A few months ago a family heirloom was passed on to me to take care of: a mercury barometer. , originally the property of my great grandfather, Dr William Hobson Mills of Jesus College, Cambridge. Getting it home was a bit of a nail-biting experience. You can not lie the things horizontally or the mercury may escape from the reservoir at the bottom. But you also can not hold them vertical to transport them or the mercury column will be jogged up and down as you walk, and can allow air into the glass tube, or even break it. The instrument has to be tilted over at about 30° to the vertical so that the mercury reaches the top of the tube. It is then fairly safe to move, but I have still never felt so relieved as when I got the thing into my house with the glass unbroken and the toxic, messy mercury unspilled.
Once it is hung up safely on a wall, there is not a lot to go wrong with a mercury barometer. If you can see the mercury column near the top of the tube, where the scale is, then the instrument more-or-less has to be working, it is not as if there are any solid moving parts to get stuck. Nevertheless, I felt the urge to check it against something. The most easily-available something is the Met Office’s forecast charts, so I used those. Whenever it occurs to me I read the barometer and estimate the sea-level pressure at the same time from the charts. The resulting data table looks like this:
Time pr prErr inHg 2021-09-03T08:10 1026.0 1.0 30.45 2021-09-03T12:00 1025.5 1.0 30.42 2021-09-04T09:40 1020.6 1.0 30.28 2021-09-04T19:00 1020.0 1.0 30.24 2021-09-05T07:46 1020.5 1.0 30.25 2021-09-05T18:00 1020.5 1.0 30.25 2021-09-09T12:00 1007.75 1.0 29.87 . . .
Here, the “pr” column is the pressure estimated from the forecast charts (in hPa); The “prErr” column is my estimate of the interpolation error. I don’t think I can do better than 1 hPa, but if the isobars are close together, or if the recording time is not close to one of the synoptic times ( midnight, 6 am, 12 noon, 6 pm) the error is larger. The “inHg” column is read from the barometer. Given that it was made in the early 19th century in England it is unsurprising that the scale is in inches.
As is also usual on stick-type mercury barometers it has that magical device: a vernier scale. This allows it to be read to a precision of 1/100 of an inch.
To compare the barometer with the Met Office forecasts, the data file is read into python, the inches of mercury are converted into hPa and a scatter of the data points is plotted, together with the expected one-to-one line and a best-fit line.
It is clear that the instrument is working. (Or, depending on what you regard as reliable, that the Met Office is doing a good job of forecasting sea-level pressure, 24 hours in advance.) It is also clear that there is an offset of about 4 hPa or 0.12 inHg between the two estimates. This suggests that the adjustment screw at the bottom of the barometer needs a tweak to ensure that it reads sea-level pressure without an offset. The barometer’s location is only about 7m above sea level; it should read about 0.8 hPa lower than the Met Office charts, not 4 hPa higher. I really do not want to touch the screw, however, as I am worried that I may cause a catastrophic mercury leak.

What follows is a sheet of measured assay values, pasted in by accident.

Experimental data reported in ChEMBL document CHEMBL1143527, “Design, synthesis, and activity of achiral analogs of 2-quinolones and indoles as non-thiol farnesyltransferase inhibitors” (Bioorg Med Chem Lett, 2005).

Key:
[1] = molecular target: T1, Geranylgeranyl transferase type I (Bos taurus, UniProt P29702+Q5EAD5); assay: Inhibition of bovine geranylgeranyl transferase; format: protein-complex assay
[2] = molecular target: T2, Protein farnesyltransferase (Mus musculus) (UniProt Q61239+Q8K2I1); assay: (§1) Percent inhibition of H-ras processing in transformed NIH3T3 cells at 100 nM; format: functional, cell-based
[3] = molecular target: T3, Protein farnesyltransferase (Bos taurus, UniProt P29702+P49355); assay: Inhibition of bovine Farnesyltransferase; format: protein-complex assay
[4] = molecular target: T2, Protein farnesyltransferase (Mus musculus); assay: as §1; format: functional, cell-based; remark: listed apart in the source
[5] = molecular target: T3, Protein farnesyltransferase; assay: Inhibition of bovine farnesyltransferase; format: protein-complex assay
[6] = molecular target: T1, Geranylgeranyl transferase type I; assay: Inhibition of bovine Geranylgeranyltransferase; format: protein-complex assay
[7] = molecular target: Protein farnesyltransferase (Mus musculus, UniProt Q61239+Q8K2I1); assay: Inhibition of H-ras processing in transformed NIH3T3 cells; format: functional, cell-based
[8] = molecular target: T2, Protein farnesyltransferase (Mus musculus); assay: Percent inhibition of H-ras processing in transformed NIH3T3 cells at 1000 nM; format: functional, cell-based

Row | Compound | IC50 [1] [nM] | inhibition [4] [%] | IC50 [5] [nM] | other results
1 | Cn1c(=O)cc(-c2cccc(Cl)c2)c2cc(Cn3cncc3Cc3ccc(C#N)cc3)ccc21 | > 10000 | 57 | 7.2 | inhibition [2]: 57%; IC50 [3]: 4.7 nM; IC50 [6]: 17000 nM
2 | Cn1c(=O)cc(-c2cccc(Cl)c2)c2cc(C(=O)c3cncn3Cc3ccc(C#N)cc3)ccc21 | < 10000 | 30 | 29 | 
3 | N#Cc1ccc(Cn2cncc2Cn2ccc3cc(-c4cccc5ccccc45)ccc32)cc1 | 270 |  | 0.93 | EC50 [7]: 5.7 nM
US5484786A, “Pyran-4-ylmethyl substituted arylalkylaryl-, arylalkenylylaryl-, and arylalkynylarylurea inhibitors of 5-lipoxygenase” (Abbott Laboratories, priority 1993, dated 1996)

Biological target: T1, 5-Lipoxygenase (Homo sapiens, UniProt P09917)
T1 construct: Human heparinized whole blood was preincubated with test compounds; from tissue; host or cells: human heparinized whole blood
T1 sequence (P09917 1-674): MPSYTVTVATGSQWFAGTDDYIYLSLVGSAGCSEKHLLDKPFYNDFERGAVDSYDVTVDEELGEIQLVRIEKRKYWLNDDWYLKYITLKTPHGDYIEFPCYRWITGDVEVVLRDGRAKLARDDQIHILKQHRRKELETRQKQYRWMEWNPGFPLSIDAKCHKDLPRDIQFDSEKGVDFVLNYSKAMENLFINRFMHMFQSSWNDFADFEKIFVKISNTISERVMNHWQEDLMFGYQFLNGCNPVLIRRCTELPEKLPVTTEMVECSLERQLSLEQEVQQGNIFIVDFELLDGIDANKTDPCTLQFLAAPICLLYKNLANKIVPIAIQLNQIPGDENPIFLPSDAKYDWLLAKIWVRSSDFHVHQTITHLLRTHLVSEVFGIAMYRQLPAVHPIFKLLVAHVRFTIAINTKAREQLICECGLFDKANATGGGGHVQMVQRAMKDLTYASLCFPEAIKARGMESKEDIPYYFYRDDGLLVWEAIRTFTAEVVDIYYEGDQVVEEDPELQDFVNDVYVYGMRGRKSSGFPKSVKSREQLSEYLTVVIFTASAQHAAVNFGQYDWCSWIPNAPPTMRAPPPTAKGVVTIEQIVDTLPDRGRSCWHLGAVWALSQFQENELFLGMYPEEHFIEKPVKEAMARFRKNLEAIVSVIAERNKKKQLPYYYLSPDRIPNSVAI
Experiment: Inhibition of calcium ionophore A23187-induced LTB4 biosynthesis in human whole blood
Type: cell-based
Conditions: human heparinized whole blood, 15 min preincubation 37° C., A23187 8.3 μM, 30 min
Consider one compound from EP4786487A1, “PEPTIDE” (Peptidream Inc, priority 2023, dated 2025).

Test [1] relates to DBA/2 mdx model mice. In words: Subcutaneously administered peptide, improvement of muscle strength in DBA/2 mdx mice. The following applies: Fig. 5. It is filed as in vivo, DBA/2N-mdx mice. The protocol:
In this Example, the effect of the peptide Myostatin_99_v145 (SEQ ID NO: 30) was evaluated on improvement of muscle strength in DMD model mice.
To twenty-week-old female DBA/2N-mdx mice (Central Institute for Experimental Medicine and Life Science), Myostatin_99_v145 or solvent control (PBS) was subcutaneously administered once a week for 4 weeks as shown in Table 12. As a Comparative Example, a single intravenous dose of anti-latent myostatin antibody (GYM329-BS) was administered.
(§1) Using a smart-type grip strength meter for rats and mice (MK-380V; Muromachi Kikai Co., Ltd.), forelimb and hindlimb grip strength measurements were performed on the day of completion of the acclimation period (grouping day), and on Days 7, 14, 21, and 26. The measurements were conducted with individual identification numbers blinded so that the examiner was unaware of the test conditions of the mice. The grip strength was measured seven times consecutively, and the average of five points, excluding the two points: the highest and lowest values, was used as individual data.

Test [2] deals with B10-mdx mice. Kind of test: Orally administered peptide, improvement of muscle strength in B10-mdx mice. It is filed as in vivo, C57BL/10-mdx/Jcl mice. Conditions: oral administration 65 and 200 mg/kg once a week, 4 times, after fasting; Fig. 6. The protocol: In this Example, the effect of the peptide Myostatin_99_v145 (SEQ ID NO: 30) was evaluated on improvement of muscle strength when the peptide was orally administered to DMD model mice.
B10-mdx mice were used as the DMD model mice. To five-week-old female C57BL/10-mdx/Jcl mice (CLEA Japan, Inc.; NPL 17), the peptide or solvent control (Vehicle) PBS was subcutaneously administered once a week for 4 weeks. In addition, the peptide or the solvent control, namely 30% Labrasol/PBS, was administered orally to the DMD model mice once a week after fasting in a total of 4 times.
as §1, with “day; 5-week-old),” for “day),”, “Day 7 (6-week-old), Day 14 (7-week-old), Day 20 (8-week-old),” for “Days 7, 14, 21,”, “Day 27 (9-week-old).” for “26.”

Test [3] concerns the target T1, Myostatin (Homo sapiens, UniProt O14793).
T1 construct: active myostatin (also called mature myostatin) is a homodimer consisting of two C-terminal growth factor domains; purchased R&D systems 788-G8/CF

Here is the code that produces the plot:
#!/usr/bin/python3 ## Code to compare barometer data to Met Office charts import numpy as np import matplotlib.pyplot as plt import os from scipy import stats ## Read in the data file dat=np.genfromtxt("baro.dat",dtype="str",skip_header=1) ## Floats have to be converted because file contains a non-numeric column mopr=np.float64(dat[:,1]) mopr_err=np.float64(dat[:,2]) ## Note conversion from inches of mercury to hPa aka millibars in2mb=33.8639 baro_pr=np.float64(dat[:,3]) * in2mb ## Time converted into a useable format (although we don't use it) ## We get units of minutes based on the data. It would be preferable ## to be able to force this. date=np.array(dat[:,0],dtype=np.datetime64) datestr=np.array(dat[:,0]) plt.ion() plt.close('all') ### Plot the data points plt.errorbar(baro_pr,mopr,mopr_err,linestyle="none", marker="o",color="red") plt.xlabel("Barometer / hPa") plt.ylabel("MO Chart / hPa") plt.gca().set_aspect("equal") ### Add one-to-one line pmin=975 pmax=1035 plt.plot([pmin,pmax],[pmin,pmax],"k-",label="1:1") ### Add linear regression line fit0=1000 fit=stats.linregress(baro_pr-fit0,mopr-fit0) fitpb=np.linspace(pmin,pmax,10) fitmo = fit0+fit.intercept + (fitpb-fit0)*fit.slope plt.plot(fitpb,fitmo,"r-",label="Fit") plt.legend() ## Calculate mean and standard dev of the difference ## between Met Office and barometer diffs=baro_pr - mopr md=np.mean(diffs) sd=np.std(diffs) print("Mean diff =",round(md,2),"+-",round(sd,2)," hPa") print("Mean diff =",round(md/in2mb,3),"+-",round(sd/in2mb,3)," inHg") ## Add stats to figure plt.text(1004,996,"Diff = " +str(round(md,2))+"$\pm$ "+str(round(sd,2))+" hPa") plt.text(1004,992,"Diff = " +str(round(md/in2mb,2))+"$\pm$ "+ str(round(sd/in2mb,2))+" inHg") plt.savefig("baro.png",bbox_inches="tight")